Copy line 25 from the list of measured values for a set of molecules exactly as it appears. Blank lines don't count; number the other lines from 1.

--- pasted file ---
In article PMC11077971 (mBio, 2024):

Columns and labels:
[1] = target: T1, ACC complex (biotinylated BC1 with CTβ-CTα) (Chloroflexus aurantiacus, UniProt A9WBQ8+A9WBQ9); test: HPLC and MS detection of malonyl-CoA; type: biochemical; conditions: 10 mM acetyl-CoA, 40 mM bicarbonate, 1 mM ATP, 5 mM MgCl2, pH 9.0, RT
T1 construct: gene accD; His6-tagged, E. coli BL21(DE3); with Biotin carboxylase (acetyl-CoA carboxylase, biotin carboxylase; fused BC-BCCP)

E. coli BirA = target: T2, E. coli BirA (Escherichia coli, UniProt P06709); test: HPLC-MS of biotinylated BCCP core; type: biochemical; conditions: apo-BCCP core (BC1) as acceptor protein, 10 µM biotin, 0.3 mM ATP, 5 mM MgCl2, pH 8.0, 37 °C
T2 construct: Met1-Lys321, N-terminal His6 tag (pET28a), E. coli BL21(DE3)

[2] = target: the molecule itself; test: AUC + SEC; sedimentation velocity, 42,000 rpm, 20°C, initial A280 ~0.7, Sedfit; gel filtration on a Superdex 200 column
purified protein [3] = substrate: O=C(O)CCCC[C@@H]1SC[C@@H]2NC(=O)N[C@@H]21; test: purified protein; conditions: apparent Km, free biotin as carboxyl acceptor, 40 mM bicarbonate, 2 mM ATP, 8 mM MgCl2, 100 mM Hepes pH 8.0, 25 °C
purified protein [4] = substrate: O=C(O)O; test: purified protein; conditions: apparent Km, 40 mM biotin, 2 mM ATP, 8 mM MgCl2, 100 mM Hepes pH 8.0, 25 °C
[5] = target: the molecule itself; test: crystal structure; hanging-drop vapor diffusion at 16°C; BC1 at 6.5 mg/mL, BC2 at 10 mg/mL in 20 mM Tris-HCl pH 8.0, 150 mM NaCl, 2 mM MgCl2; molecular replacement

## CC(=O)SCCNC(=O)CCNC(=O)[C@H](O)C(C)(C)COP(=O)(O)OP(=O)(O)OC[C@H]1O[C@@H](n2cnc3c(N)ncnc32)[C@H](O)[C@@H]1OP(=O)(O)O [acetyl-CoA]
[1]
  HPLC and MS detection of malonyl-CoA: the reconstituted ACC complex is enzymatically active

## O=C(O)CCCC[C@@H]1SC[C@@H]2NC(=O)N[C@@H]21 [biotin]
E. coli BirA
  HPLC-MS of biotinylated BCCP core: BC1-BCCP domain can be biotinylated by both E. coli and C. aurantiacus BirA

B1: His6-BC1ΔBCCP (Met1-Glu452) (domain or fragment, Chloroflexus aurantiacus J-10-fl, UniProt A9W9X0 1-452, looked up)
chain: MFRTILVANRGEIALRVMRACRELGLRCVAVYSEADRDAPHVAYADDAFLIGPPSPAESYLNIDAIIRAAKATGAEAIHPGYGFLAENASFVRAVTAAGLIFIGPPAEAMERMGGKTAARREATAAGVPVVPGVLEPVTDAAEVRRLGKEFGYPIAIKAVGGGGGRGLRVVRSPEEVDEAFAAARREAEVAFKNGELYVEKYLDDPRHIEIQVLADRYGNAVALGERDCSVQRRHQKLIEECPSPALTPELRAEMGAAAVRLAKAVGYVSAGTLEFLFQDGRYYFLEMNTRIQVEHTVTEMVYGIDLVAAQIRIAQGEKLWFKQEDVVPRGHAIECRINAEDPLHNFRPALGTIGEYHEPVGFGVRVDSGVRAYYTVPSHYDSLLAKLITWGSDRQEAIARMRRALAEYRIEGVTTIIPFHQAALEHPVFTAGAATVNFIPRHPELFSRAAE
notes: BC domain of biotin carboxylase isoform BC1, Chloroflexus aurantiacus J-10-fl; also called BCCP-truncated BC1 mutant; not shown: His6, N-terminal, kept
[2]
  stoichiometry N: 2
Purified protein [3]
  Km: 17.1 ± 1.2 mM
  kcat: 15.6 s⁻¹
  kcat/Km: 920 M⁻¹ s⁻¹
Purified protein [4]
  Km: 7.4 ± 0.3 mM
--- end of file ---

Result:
  kcat/Km: 920 M⁻¹ s⁻¹